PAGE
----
Where they crucified him, and two other with him, on either side one
Remember in the critical Greek texts that word “one” isn’t there? So, it’s two on either side.
and two other with him, on either side one and Jesus in the midst.
And Pilate wrote a title, and put it on the cross. And the writing was, JESUS OF NAZARETH THE KING OF THE JEWS [or Judeans].
This title then read many of the … [Judeans]: for the place where Jesus was crucified was … [near] to the [what] place of the city: and it was written in Hebrew, and Greek, and Latin.
It was near to the place of the city. Now this temple area is the place of the city, but this altar was also part of that place. This would qualify as part of the place. Now, Gordon’s Calvary is up here to the north, which is somewhat near the place, you could say. The one the Roman Catholic’s have is over here, on the west side of the city, somewhat removed in distance just as close to the temple area, but this is actually very close to that altar outside the city and would qualify as near the place of the city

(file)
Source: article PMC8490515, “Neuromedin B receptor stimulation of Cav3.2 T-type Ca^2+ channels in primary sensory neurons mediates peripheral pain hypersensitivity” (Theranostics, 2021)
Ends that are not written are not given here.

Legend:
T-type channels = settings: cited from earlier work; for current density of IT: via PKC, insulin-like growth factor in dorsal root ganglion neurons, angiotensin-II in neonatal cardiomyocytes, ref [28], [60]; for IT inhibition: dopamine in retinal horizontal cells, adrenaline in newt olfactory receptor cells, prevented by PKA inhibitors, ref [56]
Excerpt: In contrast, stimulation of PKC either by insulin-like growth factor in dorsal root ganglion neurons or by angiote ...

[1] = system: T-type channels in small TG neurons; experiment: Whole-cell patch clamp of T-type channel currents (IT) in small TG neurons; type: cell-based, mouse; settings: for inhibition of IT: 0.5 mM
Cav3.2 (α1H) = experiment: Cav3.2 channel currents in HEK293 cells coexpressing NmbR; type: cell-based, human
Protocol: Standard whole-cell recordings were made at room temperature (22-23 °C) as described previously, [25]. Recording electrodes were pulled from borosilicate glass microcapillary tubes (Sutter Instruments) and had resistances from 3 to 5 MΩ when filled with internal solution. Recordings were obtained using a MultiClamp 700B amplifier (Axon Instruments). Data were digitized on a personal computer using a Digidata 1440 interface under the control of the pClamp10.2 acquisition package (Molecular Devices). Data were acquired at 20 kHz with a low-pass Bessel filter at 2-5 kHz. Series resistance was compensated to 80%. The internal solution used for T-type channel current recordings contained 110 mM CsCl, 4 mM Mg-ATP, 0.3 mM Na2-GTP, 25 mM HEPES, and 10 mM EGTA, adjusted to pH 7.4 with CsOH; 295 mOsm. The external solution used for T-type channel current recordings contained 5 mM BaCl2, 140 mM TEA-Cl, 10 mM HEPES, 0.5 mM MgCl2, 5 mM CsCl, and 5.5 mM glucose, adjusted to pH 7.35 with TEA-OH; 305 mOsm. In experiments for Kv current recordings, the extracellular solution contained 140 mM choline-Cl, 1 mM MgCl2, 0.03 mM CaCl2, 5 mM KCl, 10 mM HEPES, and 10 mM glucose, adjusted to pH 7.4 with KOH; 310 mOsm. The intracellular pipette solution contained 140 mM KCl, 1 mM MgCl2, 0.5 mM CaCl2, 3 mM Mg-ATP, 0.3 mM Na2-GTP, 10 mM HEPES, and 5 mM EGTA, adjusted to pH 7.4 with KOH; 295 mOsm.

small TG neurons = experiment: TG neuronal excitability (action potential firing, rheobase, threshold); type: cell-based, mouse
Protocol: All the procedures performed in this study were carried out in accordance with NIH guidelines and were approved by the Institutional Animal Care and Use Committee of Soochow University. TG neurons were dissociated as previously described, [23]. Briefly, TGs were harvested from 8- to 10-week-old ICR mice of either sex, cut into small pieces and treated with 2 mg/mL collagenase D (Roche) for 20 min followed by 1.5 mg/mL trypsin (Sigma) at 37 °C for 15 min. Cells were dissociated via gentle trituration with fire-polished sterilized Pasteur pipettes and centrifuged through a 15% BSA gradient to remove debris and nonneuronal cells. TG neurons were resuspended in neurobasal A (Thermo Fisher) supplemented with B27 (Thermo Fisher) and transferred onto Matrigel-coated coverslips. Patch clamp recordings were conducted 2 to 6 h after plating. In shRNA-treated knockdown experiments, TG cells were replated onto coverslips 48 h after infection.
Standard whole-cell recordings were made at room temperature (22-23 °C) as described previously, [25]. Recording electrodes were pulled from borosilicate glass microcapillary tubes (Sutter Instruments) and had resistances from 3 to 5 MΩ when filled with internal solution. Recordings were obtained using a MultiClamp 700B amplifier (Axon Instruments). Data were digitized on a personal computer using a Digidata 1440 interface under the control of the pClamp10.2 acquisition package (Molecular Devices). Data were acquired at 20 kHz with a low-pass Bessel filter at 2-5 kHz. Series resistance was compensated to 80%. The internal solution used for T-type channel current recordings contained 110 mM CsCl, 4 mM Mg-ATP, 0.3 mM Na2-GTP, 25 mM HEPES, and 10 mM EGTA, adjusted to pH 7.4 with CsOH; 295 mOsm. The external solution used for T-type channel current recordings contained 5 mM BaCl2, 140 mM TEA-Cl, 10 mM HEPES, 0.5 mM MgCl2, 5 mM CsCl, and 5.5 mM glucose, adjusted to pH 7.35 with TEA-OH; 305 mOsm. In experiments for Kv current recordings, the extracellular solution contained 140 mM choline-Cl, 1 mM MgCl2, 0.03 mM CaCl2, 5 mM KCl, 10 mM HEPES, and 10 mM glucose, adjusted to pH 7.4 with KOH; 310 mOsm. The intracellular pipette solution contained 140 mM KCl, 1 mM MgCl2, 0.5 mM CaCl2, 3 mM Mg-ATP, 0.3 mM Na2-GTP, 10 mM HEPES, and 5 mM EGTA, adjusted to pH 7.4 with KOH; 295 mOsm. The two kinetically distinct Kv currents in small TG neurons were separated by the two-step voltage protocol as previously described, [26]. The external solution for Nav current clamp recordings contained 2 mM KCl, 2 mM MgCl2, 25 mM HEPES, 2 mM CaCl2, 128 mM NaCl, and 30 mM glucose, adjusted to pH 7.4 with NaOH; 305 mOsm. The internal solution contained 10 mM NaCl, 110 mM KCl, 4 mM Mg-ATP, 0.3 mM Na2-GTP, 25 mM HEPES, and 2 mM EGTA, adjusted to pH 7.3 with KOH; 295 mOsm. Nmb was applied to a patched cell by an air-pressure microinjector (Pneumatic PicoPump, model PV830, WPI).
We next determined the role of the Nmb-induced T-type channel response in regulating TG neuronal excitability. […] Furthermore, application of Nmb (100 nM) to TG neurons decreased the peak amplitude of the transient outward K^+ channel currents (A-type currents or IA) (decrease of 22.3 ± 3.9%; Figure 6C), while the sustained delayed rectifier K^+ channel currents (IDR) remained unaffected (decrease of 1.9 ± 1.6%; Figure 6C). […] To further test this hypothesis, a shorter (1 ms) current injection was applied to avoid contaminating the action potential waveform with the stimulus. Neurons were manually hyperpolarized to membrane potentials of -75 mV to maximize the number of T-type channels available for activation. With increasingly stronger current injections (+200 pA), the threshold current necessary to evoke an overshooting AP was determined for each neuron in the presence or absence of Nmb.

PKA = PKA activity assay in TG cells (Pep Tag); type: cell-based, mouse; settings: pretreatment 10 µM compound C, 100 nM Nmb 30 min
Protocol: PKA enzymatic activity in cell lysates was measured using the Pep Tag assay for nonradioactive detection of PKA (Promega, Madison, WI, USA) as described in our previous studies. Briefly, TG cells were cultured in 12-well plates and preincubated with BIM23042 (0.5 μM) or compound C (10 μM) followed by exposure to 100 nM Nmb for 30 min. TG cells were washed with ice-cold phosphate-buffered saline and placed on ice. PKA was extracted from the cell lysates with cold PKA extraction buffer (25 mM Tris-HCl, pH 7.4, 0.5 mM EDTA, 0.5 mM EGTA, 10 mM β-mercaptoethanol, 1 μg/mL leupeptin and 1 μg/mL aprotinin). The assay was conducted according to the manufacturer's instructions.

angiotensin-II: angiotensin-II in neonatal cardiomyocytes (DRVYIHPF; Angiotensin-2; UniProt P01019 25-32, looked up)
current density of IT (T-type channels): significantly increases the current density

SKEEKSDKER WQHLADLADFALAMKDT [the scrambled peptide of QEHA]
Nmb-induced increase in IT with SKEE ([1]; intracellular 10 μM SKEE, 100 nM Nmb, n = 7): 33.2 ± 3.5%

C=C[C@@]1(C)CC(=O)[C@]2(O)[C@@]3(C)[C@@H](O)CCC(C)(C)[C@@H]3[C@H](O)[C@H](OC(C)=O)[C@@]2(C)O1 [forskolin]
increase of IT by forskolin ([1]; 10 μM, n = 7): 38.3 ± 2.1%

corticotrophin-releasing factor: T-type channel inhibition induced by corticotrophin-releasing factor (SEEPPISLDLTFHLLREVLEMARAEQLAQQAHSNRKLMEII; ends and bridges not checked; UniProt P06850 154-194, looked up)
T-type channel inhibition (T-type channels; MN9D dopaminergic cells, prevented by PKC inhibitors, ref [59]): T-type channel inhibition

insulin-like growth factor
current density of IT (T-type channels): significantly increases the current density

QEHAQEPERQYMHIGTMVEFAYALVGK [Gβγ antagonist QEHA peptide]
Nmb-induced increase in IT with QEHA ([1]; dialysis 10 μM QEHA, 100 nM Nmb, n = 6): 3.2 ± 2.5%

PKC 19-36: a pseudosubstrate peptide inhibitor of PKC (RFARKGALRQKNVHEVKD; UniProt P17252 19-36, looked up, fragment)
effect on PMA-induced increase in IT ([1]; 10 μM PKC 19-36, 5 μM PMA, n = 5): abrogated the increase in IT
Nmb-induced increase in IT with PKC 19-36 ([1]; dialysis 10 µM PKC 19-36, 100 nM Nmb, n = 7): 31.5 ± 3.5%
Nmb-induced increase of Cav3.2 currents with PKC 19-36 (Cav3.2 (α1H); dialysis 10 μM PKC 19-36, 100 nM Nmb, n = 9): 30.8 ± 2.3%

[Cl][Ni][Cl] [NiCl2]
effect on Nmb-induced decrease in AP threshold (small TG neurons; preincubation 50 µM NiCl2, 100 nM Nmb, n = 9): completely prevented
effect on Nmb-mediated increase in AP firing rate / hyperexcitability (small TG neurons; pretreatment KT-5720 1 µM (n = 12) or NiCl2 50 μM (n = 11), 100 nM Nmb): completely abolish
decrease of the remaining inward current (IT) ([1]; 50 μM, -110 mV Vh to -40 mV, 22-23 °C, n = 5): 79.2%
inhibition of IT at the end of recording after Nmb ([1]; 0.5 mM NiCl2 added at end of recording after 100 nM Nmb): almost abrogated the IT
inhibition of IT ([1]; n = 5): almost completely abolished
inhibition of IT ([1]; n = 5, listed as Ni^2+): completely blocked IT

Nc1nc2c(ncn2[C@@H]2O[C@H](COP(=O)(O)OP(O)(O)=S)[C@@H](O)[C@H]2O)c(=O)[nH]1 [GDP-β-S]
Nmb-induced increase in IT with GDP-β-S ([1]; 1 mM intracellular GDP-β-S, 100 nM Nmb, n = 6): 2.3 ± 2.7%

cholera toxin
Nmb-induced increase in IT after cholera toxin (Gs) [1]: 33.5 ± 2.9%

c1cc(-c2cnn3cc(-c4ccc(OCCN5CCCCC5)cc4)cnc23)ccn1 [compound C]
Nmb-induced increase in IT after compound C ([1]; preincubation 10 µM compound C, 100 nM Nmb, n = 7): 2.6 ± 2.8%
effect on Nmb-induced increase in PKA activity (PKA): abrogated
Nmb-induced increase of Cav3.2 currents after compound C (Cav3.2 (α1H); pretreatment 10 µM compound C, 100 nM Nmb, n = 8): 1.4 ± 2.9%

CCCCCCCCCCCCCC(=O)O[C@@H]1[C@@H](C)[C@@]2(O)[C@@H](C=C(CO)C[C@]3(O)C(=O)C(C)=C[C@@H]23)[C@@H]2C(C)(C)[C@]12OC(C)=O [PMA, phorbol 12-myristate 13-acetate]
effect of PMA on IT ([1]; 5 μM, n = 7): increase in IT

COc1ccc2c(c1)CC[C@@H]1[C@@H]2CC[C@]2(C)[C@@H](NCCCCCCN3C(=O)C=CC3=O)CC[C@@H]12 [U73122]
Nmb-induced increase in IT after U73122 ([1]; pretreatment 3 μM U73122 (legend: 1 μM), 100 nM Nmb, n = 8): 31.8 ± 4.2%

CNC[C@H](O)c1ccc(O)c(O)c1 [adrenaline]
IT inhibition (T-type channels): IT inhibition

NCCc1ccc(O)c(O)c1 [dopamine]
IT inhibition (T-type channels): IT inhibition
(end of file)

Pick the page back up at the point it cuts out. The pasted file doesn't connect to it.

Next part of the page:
In John chapter 11 verse 47:
Then gathered the chief priests and the Pharisees a council, and said, What do we? for this man doeth many miracles.
If we let him thus alone, all men will believe on him: and the Romans shall come and take away both our place and nation.
What they were concerned about there was the place, the temple and the things associated with the temple and the nation. But, the place refers to the temple; that was common usage of that word, “the place,” the temple area.
In Matthew chapter 24 verse 15:
When ye therefore shall see the abomination of desolation, spoken of by Daniel
That’s in Daniel 9, he talks about the son of perdition coming and setting up that abomination of desolation in the temple area.
spoken of by Daniel the prophet, stand in the holy [what?] place
The holy place – that was the temple area. It was the place or the holy place as it’s called there.
Chapter 27, Matthew 27 verse 33:
And when they were come unto a place [the place] called Golgotha, that is to say … [the] place of a skull,
It was Golgotha – was part or associated with the place, the place of the skull. Ezekiel chapter 43 (we’ll be back to Golgotha in a moment), but it was the place of the skull.
Ezekiel 43 verse 21: